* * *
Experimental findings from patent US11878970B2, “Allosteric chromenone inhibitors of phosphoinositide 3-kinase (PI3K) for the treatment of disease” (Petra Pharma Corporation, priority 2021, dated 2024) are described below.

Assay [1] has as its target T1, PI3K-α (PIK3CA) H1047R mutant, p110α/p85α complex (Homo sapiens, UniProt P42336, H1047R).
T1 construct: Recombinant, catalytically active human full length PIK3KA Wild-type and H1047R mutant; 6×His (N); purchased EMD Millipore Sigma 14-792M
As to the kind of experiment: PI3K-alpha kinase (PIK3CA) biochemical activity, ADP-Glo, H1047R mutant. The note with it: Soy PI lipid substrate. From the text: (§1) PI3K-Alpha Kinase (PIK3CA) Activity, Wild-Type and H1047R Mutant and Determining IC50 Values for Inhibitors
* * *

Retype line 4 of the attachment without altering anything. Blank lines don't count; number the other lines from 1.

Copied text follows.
As to the kind of experiment: PI3K-alpha kinase (PIK3CA) biochemical activity, ADP-Glo, H1047R mutant. The note with it: Soy PI lipid substrate. From the text: (§1) PI3K-Alpha Kinase (PIK3CA) Activity, Wild-Type and H1047R Mutant and Determining IC50 Values for Inhibitors